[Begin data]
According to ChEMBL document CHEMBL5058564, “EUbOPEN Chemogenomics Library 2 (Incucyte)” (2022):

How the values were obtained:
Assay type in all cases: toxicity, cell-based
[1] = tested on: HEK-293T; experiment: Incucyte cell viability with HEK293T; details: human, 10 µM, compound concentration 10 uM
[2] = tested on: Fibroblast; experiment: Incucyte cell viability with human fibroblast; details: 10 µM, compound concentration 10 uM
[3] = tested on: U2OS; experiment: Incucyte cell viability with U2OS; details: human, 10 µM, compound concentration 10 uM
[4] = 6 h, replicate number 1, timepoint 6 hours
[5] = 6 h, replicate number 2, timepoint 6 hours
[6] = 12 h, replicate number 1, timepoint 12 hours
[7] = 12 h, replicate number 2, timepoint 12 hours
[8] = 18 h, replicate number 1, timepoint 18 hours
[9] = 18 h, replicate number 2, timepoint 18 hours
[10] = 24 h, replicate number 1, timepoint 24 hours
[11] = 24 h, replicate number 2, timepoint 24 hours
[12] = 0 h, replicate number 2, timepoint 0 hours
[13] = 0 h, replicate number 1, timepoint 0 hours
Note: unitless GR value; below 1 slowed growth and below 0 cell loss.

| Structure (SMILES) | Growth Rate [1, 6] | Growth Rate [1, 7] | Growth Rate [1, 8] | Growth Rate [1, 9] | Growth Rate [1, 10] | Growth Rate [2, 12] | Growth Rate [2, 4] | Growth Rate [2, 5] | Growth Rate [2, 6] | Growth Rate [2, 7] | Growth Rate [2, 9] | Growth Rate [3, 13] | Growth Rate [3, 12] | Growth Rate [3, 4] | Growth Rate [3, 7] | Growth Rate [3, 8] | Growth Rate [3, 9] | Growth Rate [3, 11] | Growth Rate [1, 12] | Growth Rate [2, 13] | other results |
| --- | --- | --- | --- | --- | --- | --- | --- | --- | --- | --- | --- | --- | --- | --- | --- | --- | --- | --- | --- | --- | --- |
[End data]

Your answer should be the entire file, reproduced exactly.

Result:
According to ChEMBL document CHEMBL5058564, “EUbOPEN Chemogenomics Library 2 (Incucyte)” (2022):

How the values were obtained:
Assay type in all cases: toxicity, cell-based
[1] = tested on: HEK-293T; experiment: Incucyte cell viability with HEK293T; details: human, 10 µM, compound concentration 10 uM
[2] = tested on: Fibroblast; experiment: Incucyte cell viability with human fibroblast; details: 10 µM, compound concentration 10 uM
[3] = tested on: U2OS; experiment: Incucyte cell viability with U2OS; details: human, 10 µM, compound concentration 10 uM
[4] = 6 h, replicate number 1, timepoint 6 hours
[5] = 6 h, replicate number 2, timepoint 6 hours
[6] = 12 h, replicate number 1, timepoint 12 hours
[7] = 12 h, replicate number 2, timepoint 12 hours
[8] = 18 h, replicate number 1, timepoint 18 hours
[9] = 18 h, replicate number 2, timepoint 18 hours
[10] = 24 h, replicate number 1, timepoint 24 hours
[11] = 24 h, replicate number 2, timepoint 24 hours
[12] = 0 h, replicate number 2, timepoint 0 hours
[13] = 0 h, replicate number 1, timepoint 0 hours
Note: unitless GR value; below 1 slowed growth and below 0 cell loss.

| Structure (SMILES) | Growth Rate [1, 6] | Growth Rate [1, 7] | Growth Rate [1, 8] | Growth Rate [1, 9] | Growth Rate [1, 10] | Growth Rate [2, 12] | Growth Rate [2, 4] | Growth Rate [2, 5] | Growth Rate [2, 6] | Growth Rate [2, 7] | Growth Rate [2, 9] | Growth Rate [3, 13] | Growth Rate [3, 12] | Growth Rate [3, 4] | Growth Rate [3, 7] | Growth Rate [3, 8] | Growth Rate [3, 9] | Growth Rate [3, 11] | Growth Rate [1, 12] | Growth Rate [2, 13] | other results |
| --- | --- | --- | --- | --- | --- | --- | --- | --- | --- | --- | --- | --- | --- | --- | --- | --- | --- | --- | --- | --- | --- |